Management Decisions, Training & Mentoring (#4-29-14) Newsletter #152

Posted by Douglas Wick on Mon, Apr 28, 2014

In Finding People to Lead & Manage we discussed the difficulty in finding and hiring managers. Gallup discovered that companies fail to choose the right management candidate with the right talent for the job 82% of the time! In my personal experience in being hired, then managing, and hiring managers along with coaching managers and leaders, I’ve learned a lot of lessons.  There is critical value in having support, a mentor and tools available to improve your leadership and management capabilities.  Here are a few of the lessons I’ve learned:

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My management career started as a sales manager.  While not being a particularly great sales person, I was sincere and persistent.  Looking back the reason I believe they moved me to sales manager was to prevent me from taking another job.   Perhaps the timing was right to do that, however I can’t help believe that some of the orchestration happened due to the possibility I might leave since I’d been offered a sales opportunity the previous year.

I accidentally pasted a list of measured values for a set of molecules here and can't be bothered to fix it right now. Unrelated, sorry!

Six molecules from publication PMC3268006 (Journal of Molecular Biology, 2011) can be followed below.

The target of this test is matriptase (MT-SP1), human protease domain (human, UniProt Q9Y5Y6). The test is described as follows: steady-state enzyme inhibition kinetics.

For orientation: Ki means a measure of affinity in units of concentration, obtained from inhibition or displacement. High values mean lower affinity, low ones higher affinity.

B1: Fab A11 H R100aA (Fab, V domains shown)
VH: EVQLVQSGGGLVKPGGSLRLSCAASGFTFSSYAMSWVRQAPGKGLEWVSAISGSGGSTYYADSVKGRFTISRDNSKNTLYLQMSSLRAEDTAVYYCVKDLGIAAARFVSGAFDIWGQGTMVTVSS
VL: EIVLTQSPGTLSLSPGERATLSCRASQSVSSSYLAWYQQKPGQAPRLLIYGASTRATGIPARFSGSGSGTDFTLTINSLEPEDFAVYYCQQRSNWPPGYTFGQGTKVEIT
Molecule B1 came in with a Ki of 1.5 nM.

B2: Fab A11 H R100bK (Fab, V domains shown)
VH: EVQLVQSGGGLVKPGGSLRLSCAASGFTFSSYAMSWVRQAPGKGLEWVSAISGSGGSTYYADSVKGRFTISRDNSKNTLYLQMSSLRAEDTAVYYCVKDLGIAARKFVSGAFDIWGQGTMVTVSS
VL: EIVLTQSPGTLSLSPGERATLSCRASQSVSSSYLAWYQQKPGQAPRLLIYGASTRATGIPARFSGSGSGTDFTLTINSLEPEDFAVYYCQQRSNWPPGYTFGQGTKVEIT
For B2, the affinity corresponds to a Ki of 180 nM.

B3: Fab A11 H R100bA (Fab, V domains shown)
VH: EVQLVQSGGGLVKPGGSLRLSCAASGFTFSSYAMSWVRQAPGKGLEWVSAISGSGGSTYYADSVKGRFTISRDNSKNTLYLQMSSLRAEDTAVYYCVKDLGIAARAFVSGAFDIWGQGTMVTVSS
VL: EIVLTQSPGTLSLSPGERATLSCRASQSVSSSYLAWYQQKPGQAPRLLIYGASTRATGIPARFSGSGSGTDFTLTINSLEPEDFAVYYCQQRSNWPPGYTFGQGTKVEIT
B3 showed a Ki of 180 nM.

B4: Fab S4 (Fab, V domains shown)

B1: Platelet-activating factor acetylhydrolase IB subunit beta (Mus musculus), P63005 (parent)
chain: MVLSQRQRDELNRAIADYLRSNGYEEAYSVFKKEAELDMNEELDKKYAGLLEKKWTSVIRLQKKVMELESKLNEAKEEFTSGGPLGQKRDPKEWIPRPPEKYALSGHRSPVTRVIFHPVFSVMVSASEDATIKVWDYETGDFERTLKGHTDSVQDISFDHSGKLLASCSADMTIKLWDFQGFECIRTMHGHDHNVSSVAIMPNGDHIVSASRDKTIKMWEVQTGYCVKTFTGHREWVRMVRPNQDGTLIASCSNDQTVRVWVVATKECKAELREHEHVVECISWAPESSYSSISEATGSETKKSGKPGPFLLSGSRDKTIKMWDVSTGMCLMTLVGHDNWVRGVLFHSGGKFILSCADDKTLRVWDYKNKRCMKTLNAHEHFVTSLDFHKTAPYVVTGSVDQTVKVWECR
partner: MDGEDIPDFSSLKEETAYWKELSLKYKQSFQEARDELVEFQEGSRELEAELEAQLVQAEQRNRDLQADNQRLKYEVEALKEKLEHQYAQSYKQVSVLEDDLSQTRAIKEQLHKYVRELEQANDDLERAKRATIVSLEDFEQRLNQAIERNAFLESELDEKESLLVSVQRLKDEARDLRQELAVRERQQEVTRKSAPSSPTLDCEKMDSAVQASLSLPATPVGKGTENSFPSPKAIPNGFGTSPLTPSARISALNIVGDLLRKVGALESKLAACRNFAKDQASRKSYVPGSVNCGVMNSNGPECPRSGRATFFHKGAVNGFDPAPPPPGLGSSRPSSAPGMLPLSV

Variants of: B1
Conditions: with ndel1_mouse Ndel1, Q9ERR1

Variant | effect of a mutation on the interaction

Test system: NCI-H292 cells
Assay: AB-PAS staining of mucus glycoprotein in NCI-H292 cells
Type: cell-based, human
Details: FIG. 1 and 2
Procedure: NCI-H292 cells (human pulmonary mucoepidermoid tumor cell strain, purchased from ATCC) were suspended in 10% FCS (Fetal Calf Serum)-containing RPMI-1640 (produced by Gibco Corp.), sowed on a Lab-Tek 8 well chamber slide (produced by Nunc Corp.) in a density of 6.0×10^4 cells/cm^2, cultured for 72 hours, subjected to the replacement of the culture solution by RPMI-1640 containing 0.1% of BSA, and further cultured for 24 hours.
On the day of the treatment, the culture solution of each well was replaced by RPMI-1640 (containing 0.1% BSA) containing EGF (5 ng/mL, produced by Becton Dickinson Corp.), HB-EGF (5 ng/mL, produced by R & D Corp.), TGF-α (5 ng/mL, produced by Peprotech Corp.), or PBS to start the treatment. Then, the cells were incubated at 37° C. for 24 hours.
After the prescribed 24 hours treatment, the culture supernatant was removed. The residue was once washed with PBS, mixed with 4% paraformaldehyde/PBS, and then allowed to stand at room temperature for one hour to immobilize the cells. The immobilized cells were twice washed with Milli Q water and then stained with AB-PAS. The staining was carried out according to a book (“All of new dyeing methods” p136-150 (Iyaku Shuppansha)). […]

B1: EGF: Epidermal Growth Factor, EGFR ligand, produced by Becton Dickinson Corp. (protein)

I had some definite opinions on how I was going to be a sales manager.  One was to avoid the autocratic style the previous manager had.  For some reason I felt I could allow sales people more freedom, and in doing so they’d respond better and produce more sales.  Computers were just becoming the rage at the time.  There was a desire to master the data and reporting ability they offered.  Being in control of reporting I felt I could get my salespeople to produce better results.